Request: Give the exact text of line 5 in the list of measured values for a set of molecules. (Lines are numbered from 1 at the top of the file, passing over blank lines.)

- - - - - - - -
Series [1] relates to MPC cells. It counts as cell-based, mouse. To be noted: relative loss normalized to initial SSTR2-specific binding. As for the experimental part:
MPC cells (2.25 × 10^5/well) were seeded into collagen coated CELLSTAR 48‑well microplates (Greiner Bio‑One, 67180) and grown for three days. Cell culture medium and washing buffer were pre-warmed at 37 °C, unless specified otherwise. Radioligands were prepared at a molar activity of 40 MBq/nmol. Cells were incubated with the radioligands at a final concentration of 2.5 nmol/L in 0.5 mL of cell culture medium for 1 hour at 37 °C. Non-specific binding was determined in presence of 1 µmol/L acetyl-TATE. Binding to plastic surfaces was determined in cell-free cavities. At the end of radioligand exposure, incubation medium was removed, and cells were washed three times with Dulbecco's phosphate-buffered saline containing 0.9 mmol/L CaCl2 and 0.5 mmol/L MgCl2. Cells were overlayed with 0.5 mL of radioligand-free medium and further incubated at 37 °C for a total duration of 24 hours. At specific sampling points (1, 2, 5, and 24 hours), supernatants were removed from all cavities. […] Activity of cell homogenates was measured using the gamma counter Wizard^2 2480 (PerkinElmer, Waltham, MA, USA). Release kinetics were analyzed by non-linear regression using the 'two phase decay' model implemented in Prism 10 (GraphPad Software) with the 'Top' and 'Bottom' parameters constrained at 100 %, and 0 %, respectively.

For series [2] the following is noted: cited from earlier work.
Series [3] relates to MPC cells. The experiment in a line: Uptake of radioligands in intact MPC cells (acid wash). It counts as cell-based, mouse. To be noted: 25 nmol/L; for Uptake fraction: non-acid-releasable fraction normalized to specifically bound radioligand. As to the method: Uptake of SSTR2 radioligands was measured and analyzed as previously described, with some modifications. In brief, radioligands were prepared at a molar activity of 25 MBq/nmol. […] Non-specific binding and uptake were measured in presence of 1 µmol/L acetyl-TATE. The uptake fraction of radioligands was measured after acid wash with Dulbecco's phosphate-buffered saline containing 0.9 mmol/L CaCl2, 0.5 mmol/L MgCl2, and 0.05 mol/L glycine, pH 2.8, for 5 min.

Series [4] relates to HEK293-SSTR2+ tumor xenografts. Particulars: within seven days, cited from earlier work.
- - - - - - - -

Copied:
Series [4] relates to HEK293-SSTR2+ tumor xenografts. Particulars: within seven days, cited from earlier work.